Dr. Bourff began his email by stating there were complaints. “I have heard from a number of parents who are concerned that we are advancing the cause of Black Lives Matter, a political movement within the country. They contend that their children are being indoctrinated rather than taught and that this effort has been a distraction from the academic purpose of school.” Instead of assuring parents their children are not being indoctrinated, he instead provided guidance to tell teachers to address Black lives matter as a political movement and to not share personal opinions about it.
It is clear that Dr. Bourff did not consider the impact his email would have on the Black faculty members that received his email. Reaction from the public was swift. The Fishers Racial Equity Community Network released a letter in response that partly read:
All human rights changes in the United States of America (including all the ones cited in the superintendent’s email) started from social movements that launched policy changes. The ‘politicization’ of the Black Lives Matter movement, therefore, is not about choosing political parties, but presents a teachable moment in history for all to learn how social justice movements enter the democratic process in order to help the United States form a more perfect union.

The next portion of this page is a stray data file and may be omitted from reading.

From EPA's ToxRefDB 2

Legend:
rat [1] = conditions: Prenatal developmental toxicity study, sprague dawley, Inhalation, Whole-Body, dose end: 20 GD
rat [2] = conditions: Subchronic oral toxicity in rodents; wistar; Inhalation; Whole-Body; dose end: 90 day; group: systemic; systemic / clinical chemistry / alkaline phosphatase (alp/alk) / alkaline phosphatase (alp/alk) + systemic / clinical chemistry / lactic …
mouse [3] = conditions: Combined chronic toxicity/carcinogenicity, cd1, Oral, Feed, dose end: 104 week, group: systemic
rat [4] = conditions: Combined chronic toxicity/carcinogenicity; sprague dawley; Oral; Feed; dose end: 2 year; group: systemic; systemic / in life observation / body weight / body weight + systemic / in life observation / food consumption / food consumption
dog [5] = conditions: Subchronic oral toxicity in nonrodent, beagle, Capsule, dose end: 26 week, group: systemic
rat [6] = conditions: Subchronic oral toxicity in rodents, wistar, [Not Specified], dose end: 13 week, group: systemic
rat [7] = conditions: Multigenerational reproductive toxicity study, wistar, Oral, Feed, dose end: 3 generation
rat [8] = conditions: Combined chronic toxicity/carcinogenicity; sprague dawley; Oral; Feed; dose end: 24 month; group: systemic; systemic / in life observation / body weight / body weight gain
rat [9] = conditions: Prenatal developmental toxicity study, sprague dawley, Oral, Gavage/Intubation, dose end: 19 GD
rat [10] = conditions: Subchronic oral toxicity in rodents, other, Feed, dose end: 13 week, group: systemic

As it typically goes in these situations, an apology was issued. Dr. Bourff apologized in a follow up email he sent to HSE faculty. The first line of the email was “Black Lives Matter.” I wonder if the new chief equity and inclusion officer suggested that as an opening statement or if he came up with that all on his own. Furthermore, what is the point of having this role if emails like the one Dr. Bourff issued an apology for are being sent to the faculty? Dr. Bourff continued his apology by stating: